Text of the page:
I guess it is okay to add a related question to a very old water heater thread?  My water heater is not working right on 120V.  It works for several weeks, then suddenly it quits.  The breaker doesn't look tripped, but turning it off and back on cures the problem.  It just stopped working again,  this time only a day later.  Instead of flipping the breaker, I decided to do some troubleshooting.  I found a couple of things:  1) the outlet the water heater is plugged into has power, and 2) there is a small area inside the compartment (seen thru the access hatch) that is damp, but not puddling. 

I replaced the thermostat and ECO in Sep/Oct, but still, one of them could be bad... 

I read in this thread that my EMS shedding relay(s) could be the issue,  but I don't know where to find those in my 2008 Knight.

I checked my electrical panel terminal screws in Oct, but maybe another sequence of loosening and tightening of the connections may be worth a shot.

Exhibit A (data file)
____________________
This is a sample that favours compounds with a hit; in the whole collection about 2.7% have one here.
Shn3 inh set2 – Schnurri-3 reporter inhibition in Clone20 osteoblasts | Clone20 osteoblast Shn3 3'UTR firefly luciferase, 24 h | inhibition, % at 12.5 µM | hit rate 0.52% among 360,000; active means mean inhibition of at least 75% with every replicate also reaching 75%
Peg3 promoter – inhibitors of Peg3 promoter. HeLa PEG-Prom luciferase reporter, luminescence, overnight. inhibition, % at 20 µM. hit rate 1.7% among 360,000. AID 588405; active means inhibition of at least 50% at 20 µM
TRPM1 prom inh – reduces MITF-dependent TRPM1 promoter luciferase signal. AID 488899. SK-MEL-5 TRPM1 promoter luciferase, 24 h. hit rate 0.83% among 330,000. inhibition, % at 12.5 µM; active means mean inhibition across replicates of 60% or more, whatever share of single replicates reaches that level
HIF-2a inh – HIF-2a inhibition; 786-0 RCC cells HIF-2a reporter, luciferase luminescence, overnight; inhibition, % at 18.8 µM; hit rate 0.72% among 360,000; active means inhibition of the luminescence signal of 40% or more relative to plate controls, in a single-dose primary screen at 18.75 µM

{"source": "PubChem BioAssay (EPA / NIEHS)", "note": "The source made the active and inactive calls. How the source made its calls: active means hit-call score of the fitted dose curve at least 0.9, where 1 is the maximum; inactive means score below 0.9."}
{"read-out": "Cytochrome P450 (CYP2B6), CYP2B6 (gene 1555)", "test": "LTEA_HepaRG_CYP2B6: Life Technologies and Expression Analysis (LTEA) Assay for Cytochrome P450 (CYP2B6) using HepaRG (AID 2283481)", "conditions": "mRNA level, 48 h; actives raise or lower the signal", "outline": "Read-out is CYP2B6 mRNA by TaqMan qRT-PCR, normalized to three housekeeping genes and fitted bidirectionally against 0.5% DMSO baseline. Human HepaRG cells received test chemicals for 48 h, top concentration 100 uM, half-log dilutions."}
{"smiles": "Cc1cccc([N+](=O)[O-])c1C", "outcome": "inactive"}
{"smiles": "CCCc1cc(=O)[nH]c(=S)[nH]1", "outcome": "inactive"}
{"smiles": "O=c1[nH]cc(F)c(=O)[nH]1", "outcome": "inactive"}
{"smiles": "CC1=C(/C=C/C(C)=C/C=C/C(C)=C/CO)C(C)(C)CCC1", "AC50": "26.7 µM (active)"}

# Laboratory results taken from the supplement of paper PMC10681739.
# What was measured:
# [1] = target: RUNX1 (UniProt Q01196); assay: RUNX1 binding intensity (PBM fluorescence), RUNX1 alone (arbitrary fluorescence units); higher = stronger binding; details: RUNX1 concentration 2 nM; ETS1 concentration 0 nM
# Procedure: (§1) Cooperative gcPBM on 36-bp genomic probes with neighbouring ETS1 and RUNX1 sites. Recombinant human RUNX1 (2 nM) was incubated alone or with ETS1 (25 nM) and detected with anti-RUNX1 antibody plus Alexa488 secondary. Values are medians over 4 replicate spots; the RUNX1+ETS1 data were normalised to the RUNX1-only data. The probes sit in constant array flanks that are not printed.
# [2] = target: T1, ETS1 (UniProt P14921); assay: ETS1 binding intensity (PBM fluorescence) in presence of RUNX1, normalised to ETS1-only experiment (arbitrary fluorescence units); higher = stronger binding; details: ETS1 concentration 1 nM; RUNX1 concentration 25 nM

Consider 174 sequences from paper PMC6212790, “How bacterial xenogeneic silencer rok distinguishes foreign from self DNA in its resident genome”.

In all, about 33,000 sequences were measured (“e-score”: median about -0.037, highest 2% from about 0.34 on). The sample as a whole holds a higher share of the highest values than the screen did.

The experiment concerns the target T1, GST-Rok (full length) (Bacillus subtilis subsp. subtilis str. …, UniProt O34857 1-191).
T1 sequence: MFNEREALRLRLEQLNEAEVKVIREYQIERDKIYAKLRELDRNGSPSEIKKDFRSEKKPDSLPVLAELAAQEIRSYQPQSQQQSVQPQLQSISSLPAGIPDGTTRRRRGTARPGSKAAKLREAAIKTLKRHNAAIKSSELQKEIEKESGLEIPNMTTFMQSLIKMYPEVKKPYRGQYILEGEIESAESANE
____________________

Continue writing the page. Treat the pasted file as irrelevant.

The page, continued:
I'm also opening the access body panel on the passenger side just behind the water heater  to see if there is a junction box there that might have a bad connection.  I wouldn't begin to know where else to look for junction boxes...

Any insights on anything to do with any of this would be greatly appreciated! 

Thanks, 

Steve P

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Steve:

When my 120 volt to the water heater died, I took the water heater out to replace the electric heating element.  I did replace it, sill no joy.  Then and only the I found out that one of the wire nuts connecting the 120 volt cord to the water heater had MELTED and there was no connection.  On mine, there's a little box on the back of the water heater, where the flexible 120 volt cord attaches to the water heater.  Wire nuts inside that box connect the flexible cord to the water heater wiring.

You'll need to remove the water heater from the motor home to get at that box.

Dwight

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Steve, what make/model of water heater do you have.

On my coach the EMS board is mounted in the main service panel breaker box but you have to remove the cover to see the board.  On mine it right of the breaker.